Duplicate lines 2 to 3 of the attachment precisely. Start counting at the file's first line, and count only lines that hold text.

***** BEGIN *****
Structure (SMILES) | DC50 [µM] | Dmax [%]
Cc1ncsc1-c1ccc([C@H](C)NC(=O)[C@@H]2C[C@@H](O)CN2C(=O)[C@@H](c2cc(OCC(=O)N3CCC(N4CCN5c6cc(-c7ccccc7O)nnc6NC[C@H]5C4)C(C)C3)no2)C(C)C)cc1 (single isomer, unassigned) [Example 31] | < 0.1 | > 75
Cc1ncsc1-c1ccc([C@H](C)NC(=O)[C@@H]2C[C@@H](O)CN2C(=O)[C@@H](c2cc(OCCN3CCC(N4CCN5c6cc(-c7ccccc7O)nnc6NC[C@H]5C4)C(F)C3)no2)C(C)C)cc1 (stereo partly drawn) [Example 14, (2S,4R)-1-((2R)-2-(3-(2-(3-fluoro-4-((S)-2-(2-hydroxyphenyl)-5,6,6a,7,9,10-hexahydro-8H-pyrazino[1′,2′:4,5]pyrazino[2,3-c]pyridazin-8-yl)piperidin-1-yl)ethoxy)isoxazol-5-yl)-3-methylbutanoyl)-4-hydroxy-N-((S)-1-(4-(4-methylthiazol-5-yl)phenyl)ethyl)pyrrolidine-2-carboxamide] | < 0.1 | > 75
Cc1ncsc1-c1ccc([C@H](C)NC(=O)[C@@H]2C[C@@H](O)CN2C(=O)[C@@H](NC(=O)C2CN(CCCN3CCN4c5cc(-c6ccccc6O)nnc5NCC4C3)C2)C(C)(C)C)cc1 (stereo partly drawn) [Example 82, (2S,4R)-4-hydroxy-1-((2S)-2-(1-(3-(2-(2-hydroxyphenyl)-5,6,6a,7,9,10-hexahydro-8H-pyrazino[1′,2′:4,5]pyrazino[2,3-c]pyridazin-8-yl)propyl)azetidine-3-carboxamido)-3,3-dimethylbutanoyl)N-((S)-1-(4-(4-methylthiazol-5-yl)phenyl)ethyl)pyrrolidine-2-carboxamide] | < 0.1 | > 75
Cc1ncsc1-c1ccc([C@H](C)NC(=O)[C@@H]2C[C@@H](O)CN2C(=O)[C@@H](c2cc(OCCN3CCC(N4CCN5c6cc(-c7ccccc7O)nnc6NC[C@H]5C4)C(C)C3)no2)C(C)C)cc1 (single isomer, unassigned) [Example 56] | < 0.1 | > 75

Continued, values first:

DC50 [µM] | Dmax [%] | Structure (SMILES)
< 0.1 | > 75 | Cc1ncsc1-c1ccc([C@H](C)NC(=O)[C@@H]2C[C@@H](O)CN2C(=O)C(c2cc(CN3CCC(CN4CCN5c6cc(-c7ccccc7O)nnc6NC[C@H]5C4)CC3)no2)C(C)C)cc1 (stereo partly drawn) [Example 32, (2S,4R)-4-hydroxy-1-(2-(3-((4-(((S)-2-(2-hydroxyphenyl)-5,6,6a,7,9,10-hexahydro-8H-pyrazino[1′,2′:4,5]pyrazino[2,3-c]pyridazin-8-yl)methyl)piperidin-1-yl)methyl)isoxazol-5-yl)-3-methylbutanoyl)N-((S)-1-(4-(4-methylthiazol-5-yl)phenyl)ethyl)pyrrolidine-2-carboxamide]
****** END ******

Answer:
Cc1ncsc1-c1ccc([C@H](C)NC(=O)[C@@H]2C[C@@H](O)CN2C(=O)[C@@H](c2cc(OCC(=O)N3CCC(N4CCN5c6cc(-c7ccccc7O)nnc6NC[C@H]5C4)C(C)C3)no2)C(C)C)cc1 (single isomer, unassigned) [Example 31] | < 0.1 | > 75
Cc1ncsc1-c1ccc([C@H](C)NC(=O)[C@@H]2C[C@@H](O)CN2C(=O)[C@@H](c2cc(OCCN3CCC(N4CCN5c6cc(-c7ccccc7O)nnc6NC[C@H]5C4)C(F)C3)no2)C(C)C)cc1 (stereo partly drawn) [Example 14, (2S,4R)-1-((2R)-2-(3-(2-(3-fluoro-4-((S)-2-(2-hydroxyphenyl)-5,6,6a,7,9,10-hexahydro-8H-pyrazino[1′,2′:4,5]pyrazino[2,3-c]pyridazin-8-yl)piperidin-1-yl)ethoxy)isoxazol-5-yl)-3-methylbutanoyl)-4-hydroxy-N-((S)-1-(4-(4-methylthiazol-5-yl)phenyl)ethyl)pyrrolidine-2-carboxamide] | < 0.1 | > 75